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Care Management’s Role in Aligning Clinical Revenue

With remote work more common now, utilization review staff should assess whether their processes are helping or hurting their organizations. Read on for more.
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Prior to the pandemic, many utilization review (UR) staff were working remotely—but now that remote work is even more common, your organization may face additional costs as a result of foregoing the concurrent review process in favor of the retrospective review process. The concurrent process can be time-consuming, but in reality, it can be cost-beneficial when factoring in avoided denials and level of care downgrades. Reaching an attending physician prior to discharge can be much easier than reaching them after a patient has been discharged.

The financial difference of a concurrent process versus a retrospective process can be consequential. For example, with a concurrent Condition Code 44 process, a single outpatient Part B claim is submitted upon discharge. If completed early in the inpatient stay, a new order for outpatient with observation services may be written, allowing for an APC payment including observation time. With the retrospective self-denial/rebill process, there would be no observation, room and board, or nursing care charges to bill for, resulting in a significant reduction in reimbursement through the rebilling process. Thus, the retrospective process could result in a significant revenue loss for hospitals—based on some estimates of more than $1,300 per claim—as well as a delay in payment due to the layered claim processing requirements. For the self-denial/rebill process, a hospital stay must first be billed as a self-denied claim, which is processed by the Medicare Administrative Contractor. Then hospital coders and billers must prepare two rebilled claims resulting in hospital stays being coded and submitted a total of three times, which can significantly increase staff workload and reduce efficiency.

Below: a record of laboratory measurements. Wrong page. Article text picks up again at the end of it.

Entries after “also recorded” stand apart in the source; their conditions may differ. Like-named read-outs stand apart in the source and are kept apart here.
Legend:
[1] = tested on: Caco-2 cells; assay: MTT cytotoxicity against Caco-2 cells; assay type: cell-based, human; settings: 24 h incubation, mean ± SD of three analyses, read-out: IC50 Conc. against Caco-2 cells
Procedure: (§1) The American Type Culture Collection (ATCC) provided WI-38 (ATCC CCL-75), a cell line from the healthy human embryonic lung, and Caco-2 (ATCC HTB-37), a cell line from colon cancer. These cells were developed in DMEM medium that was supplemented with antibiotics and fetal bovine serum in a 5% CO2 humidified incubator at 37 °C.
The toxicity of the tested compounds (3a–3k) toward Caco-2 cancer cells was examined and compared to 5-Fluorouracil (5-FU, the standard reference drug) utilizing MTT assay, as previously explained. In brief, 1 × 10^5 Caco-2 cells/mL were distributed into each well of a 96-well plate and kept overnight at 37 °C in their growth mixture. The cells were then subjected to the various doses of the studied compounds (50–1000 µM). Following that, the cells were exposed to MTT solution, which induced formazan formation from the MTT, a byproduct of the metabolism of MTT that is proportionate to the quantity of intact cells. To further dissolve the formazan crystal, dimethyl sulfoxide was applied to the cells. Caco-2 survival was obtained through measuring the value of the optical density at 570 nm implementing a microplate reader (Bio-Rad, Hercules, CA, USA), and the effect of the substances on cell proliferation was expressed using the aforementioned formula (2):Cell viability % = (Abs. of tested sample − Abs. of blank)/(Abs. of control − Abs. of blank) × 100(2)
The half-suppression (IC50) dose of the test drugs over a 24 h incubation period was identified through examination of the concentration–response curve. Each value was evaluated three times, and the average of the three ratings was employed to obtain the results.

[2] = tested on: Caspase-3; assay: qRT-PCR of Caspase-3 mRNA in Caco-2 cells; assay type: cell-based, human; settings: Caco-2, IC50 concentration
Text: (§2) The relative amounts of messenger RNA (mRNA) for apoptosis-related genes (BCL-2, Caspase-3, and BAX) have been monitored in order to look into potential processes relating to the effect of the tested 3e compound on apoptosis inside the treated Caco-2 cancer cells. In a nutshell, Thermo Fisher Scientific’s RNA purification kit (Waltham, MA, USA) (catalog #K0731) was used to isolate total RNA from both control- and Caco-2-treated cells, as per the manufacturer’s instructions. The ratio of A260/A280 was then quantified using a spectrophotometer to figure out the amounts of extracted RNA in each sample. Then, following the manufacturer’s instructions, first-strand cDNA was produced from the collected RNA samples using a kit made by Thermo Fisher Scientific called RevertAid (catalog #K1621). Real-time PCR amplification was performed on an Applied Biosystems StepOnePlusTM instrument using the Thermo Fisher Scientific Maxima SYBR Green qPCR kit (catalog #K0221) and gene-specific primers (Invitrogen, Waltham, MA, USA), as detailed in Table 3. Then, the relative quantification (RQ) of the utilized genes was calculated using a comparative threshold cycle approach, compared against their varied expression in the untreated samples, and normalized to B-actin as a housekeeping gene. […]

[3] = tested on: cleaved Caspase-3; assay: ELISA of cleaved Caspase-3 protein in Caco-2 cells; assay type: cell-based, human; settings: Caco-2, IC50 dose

It's crucial that UR staff and hospital leadership understand the implications of concurrent versus retrospective review prior to choosing one. Consistently utilizing a selected process can help patients receive the correct level of care at the correct time and help hospitals deliver appropriate and cost-effective care while reducing claim denials for improper billing or inappropriate services. Detailed policies, procedures, and staff job descriptions are necessary for developing and implementing an effective utilization review process.

Forvis Mazars can Help

The Healthcare Performance Improvement Services team at Forvis Mazars is available to assist you in developing and implementing an effective utilization management process for your facility.

Reach out to a professional at Forvis Mazars or submit the Contact Us form below to get started.

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